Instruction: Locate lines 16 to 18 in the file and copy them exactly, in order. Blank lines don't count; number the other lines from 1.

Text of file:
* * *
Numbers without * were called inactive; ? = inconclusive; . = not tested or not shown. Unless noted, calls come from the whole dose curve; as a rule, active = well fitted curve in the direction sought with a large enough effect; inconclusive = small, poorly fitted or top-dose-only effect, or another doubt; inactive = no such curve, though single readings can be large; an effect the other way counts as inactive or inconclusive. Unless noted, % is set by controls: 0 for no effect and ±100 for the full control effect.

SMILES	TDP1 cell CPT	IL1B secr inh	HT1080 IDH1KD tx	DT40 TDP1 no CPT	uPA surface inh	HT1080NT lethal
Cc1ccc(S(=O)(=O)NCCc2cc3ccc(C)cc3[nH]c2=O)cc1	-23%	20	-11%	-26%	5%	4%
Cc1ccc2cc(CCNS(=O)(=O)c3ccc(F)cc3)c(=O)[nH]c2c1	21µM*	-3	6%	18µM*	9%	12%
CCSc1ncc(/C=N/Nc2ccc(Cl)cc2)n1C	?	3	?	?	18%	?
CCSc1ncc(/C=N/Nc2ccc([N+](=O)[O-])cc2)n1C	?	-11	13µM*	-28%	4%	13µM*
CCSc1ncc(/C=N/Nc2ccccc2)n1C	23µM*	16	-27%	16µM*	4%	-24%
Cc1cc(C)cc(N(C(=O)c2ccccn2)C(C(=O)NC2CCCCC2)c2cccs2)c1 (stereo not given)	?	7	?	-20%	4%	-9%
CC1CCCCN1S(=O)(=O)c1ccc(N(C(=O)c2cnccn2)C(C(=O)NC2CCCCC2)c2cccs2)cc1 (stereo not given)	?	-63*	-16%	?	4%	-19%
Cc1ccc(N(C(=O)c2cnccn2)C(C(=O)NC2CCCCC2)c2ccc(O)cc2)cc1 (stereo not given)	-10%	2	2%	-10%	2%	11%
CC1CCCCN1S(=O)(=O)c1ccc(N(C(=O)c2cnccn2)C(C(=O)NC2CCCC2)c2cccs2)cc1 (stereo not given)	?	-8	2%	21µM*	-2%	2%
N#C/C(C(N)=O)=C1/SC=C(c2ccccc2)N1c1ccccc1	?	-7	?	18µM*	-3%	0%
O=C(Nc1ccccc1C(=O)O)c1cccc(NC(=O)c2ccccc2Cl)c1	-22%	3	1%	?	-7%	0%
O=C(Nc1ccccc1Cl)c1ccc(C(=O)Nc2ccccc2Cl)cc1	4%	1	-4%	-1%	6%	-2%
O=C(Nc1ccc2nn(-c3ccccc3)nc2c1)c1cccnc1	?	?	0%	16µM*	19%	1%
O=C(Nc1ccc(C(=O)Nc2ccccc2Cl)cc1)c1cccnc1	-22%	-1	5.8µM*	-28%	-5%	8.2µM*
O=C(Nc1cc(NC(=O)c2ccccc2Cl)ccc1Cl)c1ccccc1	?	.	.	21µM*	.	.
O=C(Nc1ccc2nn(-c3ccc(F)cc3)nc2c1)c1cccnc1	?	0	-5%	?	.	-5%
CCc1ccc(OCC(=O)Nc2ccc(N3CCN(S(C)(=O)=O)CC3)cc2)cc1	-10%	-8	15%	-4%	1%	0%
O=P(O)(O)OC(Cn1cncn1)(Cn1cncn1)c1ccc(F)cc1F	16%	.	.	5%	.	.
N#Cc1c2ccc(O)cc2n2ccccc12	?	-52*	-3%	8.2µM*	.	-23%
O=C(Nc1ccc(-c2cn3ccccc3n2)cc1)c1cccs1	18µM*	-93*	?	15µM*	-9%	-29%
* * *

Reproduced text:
O=C(Nc1ccc(C(=O)Nc2ccccc2Cl)cc1)c1cccnc1	-22%	-1	5.8µM*	-28%	-5%	8.2µM*
O=C(Nc1cc(NC(=O)c2ccccc2Cl)ccc1Cl)c1ccccc1	?	.	.	21µM*	.	.
O=C(Nc1ccc2nn(-c3ccc(F)cc3)nc2c1)c1cccnc1	?	0	-5%	?	.	-5%